Caught Up in Her Work

Orchard Orb-Weaver (Leucauge venusta)

 

Even people who fear or dislike spiders often admire the beauty of their dew-covered webs. For the spiders themselves, the web’s purpose is more practical than aesthetic — a way of sensing predators, or catching dinner — but it’s fun to imagine them stopping to admire their handiwork from time to time. 

Finding a web isn’t difficult, but surprising a spider in the process of building or repairing a web is less common. On a late, cloudy afternoon, this colorful orb-weaver was putting her practical skills to use in an especially pleasing way.

 

Comments always are welcome.

Blue, Too

While the monarch butterfly I discovered sipping nectar atop a fading blue sage was lovely, the flower itself deserves a second look. Blue sage (Salvia azurea), a tall, vibrant prairie plant, pleases the human eye as surely as it attracts pollinators.

The monarch, it seemed, wasn’t alone in being attracted to the flowers. A  bend atop a still-fresh spike of flowers revealed threads of silk attached at several points along the stem. While monarchs and fritillaries stopped and sipped at nearly every blue sage, I never saw a butterfly approach this flower-laden stalk. Perhaps they saw the silk, assumed a spider, and chose to avoid the complications they might present.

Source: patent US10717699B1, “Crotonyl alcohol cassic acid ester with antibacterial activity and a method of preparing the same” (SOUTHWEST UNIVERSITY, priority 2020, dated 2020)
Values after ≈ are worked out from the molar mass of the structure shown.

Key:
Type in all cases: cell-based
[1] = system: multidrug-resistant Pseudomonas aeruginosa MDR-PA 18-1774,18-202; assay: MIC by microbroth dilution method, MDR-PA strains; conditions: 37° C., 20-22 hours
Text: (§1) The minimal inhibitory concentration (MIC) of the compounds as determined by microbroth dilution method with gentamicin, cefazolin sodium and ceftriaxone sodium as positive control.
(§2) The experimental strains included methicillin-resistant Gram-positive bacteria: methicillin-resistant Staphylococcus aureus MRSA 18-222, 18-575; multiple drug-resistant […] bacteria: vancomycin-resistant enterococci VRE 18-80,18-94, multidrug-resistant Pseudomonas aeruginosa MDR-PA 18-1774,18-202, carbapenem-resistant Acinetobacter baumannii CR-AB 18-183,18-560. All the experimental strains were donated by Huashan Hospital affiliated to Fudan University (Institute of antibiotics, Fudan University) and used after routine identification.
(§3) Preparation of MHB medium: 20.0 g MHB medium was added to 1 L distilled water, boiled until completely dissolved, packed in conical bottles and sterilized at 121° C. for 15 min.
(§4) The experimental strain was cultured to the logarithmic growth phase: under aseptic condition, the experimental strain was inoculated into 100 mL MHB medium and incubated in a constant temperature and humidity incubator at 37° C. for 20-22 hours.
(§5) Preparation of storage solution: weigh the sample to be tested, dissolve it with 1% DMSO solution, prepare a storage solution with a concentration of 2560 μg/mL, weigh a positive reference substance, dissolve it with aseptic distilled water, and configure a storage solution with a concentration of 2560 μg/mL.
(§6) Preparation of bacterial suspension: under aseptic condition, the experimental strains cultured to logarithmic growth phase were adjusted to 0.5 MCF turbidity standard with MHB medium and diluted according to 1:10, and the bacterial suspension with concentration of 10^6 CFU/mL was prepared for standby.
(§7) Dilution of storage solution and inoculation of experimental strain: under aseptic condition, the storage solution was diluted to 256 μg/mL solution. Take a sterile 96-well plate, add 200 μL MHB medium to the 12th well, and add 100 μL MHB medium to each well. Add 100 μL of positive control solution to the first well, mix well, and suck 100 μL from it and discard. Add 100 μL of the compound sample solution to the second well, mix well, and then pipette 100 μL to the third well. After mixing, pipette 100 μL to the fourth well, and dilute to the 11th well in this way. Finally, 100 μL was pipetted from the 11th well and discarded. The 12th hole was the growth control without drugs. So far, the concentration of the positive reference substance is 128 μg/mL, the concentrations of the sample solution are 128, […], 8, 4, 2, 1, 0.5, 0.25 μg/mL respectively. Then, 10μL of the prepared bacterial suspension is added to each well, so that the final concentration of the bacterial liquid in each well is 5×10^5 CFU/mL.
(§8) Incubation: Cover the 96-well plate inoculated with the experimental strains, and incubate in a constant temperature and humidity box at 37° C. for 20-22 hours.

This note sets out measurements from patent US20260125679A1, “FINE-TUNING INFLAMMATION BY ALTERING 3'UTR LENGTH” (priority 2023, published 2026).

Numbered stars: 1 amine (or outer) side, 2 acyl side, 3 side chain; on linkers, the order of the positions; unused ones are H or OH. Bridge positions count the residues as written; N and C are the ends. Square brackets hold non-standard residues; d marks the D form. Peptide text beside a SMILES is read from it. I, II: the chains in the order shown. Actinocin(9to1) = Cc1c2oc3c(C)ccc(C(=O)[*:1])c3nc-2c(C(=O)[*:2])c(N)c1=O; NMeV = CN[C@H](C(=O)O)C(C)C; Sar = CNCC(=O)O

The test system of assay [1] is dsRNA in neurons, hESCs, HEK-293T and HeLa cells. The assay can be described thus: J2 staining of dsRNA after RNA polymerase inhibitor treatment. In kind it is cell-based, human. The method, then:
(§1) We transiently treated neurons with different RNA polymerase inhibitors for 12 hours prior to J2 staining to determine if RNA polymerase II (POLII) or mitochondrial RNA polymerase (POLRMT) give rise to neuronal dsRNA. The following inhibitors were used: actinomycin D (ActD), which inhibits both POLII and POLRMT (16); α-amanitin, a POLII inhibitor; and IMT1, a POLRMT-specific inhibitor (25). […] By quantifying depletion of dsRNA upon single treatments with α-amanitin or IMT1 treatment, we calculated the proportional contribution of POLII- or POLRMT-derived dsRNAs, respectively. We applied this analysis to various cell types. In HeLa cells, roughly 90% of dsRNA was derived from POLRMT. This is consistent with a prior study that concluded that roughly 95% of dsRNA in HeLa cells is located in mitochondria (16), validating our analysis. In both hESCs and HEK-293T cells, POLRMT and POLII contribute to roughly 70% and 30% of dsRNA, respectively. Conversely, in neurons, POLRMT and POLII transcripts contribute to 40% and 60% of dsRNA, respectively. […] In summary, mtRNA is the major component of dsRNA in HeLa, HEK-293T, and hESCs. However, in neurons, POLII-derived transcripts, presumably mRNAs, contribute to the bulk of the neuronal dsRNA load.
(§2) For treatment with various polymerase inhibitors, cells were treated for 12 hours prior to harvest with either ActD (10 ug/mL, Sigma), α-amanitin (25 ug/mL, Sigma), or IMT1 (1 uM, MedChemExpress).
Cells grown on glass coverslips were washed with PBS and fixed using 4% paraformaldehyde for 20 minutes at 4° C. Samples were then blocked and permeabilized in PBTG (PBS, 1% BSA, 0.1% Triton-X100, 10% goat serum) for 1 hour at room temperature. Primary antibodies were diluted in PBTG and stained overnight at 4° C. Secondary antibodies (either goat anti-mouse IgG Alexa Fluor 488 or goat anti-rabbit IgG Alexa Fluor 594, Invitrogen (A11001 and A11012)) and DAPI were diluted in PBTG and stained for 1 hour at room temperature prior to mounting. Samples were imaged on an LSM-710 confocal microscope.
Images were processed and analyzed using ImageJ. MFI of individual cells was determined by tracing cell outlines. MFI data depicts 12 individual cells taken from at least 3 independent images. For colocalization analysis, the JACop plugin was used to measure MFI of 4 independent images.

Comments always are welcome.

 

When Spiders Write

 

I don’t often encounter the fancy web decorations of Argiope aurantia, the so-called ‘writing spider,’ but when I do, they always transport me back to penmanship classes in grade school: hours of Palmer Method exercises that eventually resulted in legible cursive writing.

An example of a first Palmer exercise from Boston public schools

Unlike our horizontal scribblings, the web decorations of the writing spiders are vertical. (Other spiders create different shapes, such as circles, and the image at the top has been rotated ninety degrees.) Known as stabilimenta, their purpose isn’t well understood. As the name suggests, they may contribute to increased web stability. Other researchers suggest prey attraction, defense, and the expulsion of excess silk as possibilities.

Piney Woods Native Plant Center, Nacogdoches, Texas

Despite their size and somewhat fearsome appearance, these orb-weavers aren’t harmful to humans.

Here, the attractive yellow and black pattern of the spider’s body competes with the stabilimentum for attention.

Waiting for dinner at Armand Bayou

I used to assume the black and white spiders that look so much like the yellow and black Argiope aurantia were another species. Not so — they’re youngsters who managed to survive predation and other ills of spider life.

This juvenile A. aurantia clearly has graduated from web-weaving school

Like all spiders, these delightful orb weavers have had some bad publicity over the years. One of the first nursery rhymes I learned — long before I could write — still may be a childhood staple:

Little Miss Muffet sat on a tuffet
Eating her curds and whey.
Along came a spider
Who sat down beside her
And frightened Miss Muffet away.

After years of disdain, it may be time for spiders to be honored with a different kind of verse: particularly when they can be so obviously creative.

Little Miss Muffet,
bemused on her tuffet,
had no way a message to send.
Along came a spider —
an old-fashioned writer —
who spun her words into a web.

 

Comments always are welcome.